Darkrooms are generally safe environments and with the use of hypoallergenic chemicals many of the risks associated with darkroom usage have been significantly reduced.

Occupational health and safety is not only about safe practice but also about professional practice and conduct.

Here are  some points to keep in mind when working in the darkroom

  • Make sure the ventillation system is on when you begin any session in the darkroom. ( Ventillation and safe lights are the two switches below the main power for the overhead lights).
  • Make sure that the safe lights are on and the main lights are off before you open any paper in the darkroom.
  • Make sure that no light is coming through the light trap (your paper will fog if any stray light enters the darkroom). It’s generally a good idea to also make sure that the door to the adjoining classroom is also closed.
  • Do not leave any unexposed paper in the darkroom if there is any possibility of exposure to light.
  • Avoid leaving anything lying around on the floor or benches that you could bump into or trip over.
  • The heads of the enlargers will become hot if left on for an extended period of time. This can cause minor burns if contacted, so don’t handle the enlarger by the head if you suspect that it has been on for a long time.
  • Remember to turn off all power points when you leave the darkroom.
  • Clean up undiluted chemical spills promptly – use plenty of water and wear protective gloves. Chemical spills on clothing will stain so be careful.
  • Use tongs to transfer paper from one tray to another during processing. Avoid contamination by removing paper approximately 10 sec before the recommended time to allow chemicals to drain from the paper to the tray.
  • Read the manufacturers instructions relating to the use of chemicals and treatment for contact with skin and contamination of clothing. Remember; that although photgraphic chemicals are not dangerous, misuse can be potentially harmful.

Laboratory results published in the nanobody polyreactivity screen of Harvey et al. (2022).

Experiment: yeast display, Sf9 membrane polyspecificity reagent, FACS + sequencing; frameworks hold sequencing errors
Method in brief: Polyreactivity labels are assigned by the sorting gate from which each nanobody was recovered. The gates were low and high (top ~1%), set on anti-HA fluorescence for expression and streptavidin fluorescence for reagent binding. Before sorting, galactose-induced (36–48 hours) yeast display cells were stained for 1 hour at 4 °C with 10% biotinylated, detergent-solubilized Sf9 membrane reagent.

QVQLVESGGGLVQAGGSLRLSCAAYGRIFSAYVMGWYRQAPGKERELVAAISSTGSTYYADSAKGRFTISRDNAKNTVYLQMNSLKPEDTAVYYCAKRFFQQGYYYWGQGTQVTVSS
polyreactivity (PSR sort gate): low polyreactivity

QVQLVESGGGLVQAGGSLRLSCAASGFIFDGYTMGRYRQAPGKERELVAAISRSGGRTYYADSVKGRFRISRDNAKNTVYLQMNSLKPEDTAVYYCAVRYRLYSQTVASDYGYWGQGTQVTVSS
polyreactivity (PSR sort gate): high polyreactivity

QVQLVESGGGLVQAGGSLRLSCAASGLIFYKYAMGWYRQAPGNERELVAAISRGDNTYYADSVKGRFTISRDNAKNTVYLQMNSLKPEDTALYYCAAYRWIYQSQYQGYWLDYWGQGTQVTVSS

• If you get any chemicals in your eyes, wash them thoroughly in running water and let your teacher know. It’s always advisable to follow up with a medical checkup just to be on the safe side. Your particular body chemistry and makeup may produce results outside the normal range of responses.
  • Chemicals can enter the body via contact, inhalation and ingestion so don’t eat or drink in the darkroom as precipitates usually sit low in the air where you might traditionally hold food or drink in your hands when not eating or drinking.
  • No smoking in the darkroom
  • Phones should be switched off  so that the screen is inactive and not emitting light
  • Wash you hands with warm soapy water at the end of each session in the darkroom.
  • If at any stage you feel light headed or dizzy, leave the darkroom and get some fresh air. Stay out for at least 5 minutes before returning to work.
  • Only authorised persons are to be in the darkroom. This means only enrolled students and staff.

Leave a Reply

Your email address will not be published. Required fields are marked *